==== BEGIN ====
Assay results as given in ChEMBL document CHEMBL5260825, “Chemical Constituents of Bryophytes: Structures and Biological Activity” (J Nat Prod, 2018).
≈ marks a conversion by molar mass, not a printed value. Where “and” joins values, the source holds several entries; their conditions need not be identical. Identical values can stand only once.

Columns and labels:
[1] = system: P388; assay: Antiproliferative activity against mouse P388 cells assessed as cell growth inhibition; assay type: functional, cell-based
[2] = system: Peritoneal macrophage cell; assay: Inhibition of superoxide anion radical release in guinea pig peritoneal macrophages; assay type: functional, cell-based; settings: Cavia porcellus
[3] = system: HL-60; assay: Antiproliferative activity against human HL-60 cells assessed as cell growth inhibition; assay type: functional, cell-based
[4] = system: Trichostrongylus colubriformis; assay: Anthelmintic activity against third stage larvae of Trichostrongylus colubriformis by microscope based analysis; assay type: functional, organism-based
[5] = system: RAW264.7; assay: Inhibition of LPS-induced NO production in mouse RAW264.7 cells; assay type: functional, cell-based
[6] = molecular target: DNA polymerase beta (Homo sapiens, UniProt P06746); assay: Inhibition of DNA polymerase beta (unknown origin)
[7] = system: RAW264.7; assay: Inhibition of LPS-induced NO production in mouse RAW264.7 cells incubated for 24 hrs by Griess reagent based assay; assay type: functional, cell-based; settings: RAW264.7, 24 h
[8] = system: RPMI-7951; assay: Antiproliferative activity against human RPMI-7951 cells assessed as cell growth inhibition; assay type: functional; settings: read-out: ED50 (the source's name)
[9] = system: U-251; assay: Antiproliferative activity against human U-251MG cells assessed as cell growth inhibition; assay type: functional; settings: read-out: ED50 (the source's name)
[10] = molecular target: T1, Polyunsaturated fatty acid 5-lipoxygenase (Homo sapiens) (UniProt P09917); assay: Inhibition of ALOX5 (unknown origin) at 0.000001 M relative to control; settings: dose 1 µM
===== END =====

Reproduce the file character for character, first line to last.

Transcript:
Assay results as given in ChEMBL document CHEMBL5260825, “Chemical Constituents of Bryophytes: Structures and Biological Activity” (J Nat Prod, 2018).
≈ marks a conversion by molar mass, not a printed value. Where “and” joins values, the source holds several entries; their conditions need not be identical. Identical values can stand only once.

Columns and labels:
[1] = system: P388; assay: Antiproliferative activity against mouse P388 cells assessed as cell growth inhibition; assay type: functional, cell-based
[2] = system: Peritoneal macrophage cell; assay: Inhibition of superoxide anion radical release in guinea pig peritoneal macrophages; assay type: functional, cell-based; settings: Cavia porcellus
[3] = system: HL-60; assay: Antiproliferative activity against human HL-60 cells assessed as cell growth inhibition; assay type: functional, cell-based
[4] = system: Trichostrongylus colubriformis; assay: Anthelmintic activity against third stage larvae of Trichostrongylus colubriformis by microscope based analysis; assay type: functional, organism-based
[5] = system: RAW264.7; assay: Inhibition of LPS-induced NO production in mouse RAW264.7 cells; assay type: functional, cell-based
[6] = molecular target: DNA polymerase beta (Homo sapiens, UniProt P06746); assay: Inhibition of DNA polymerase beta (unknown origin)
[7] = system: RAW264.7; assay: Inhibition of LPS-induced NO production in mouse RAW264.7 cells incubated for 24 hrs by Griess reagent based assay; assay type: functional, cell-based; settings: RAW264.7, 24 h
[8] = system: RPMI-7951; assay: Antiproliferative activity against human RPMI-7951 cells assessed as cell growth inhibition; assay type: functional; settings: read-out: ED50 (the source's name)
[9] = system: U-251; assay: Antiproliferative activity against human U-251MG cells assessed as cell growth inhibition; assay type: functional; settings: read-out: ED50 (the source's name)
[10] = molecular target: T1, Polyunsaturated fatty acid 5-lipoxygenase (Homo sapiens) (UniProt P09917); assay: Inhibition of ALOX5 (unknown origin) at 0.000001 M relative to control; settings: dose 1 µM